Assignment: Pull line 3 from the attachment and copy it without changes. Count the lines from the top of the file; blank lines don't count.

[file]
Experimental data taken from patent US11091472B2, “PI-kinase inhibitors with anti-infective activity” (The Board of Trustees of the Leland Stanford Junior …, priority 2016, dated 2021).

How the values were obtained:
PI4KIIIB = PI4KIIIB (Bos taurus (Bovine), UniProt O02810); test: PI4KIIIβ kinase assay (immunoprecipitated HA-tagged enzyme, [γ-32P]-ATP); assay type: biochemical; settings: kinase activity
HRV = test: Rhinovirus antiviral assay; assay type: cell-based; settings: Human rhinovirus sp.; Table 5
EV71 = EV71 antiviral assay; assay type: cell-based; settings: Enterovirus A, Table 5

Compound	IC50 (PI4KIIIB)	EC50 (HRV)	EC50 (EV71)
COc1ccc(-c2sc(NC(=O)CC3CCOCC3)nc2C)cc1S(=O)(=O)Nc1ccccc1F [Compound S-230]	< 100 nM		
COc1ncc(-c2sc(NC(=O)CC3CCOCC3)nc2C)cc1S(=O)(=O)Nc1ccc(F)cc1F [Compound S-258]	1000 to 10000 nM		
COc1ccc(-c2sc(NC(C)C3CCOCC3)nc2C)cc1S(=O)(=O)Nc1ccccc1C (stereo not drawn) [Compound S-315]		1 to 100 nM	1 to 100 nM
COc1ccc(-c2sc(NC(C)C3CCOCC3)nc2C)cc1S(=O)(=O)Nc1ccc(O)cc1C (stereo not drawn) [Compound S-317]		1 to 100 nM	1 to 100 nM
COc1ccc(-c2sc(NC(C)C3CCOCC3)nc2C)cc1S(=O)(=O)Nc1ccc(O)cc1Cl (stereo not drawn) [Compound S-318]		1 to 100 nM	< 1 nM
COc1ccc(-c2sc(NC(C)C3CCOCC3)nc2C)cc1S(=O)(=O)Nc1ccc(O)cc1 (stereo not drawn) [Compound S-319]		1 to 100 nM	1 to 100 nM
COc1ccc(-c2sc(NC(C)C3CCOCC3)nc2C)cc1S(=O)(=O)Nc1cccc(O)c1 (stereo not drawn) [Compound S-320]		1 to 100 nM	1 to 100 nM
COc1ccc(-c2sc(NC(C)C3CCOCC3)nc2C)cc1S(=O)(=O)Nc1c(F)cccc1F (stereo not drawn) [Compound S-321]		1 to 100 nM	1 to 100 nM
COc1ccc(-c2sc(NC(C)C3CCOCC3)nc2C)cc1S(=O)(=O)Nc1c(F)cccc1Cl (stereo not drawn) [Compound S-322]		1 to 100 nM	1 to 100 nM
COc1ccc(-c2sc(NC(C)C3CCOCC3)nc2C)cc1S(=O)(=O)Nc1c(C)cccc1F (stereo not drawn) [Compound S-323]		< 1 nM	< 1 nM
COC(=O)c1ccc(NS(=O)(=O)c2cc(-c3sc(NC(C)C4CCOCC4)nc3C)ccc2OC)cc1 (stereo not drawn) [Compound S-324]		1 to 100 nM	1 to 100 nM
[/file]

PI4KIIIB = PI4KIIIB (Bos taurus (Bovine), UniProt O02810); test: PI4KIIIβ kinase assay (immunoprecipitated HA-tagged enzyme, [γ-32P]-ATP); assay type: biochemical; settings: kinase activity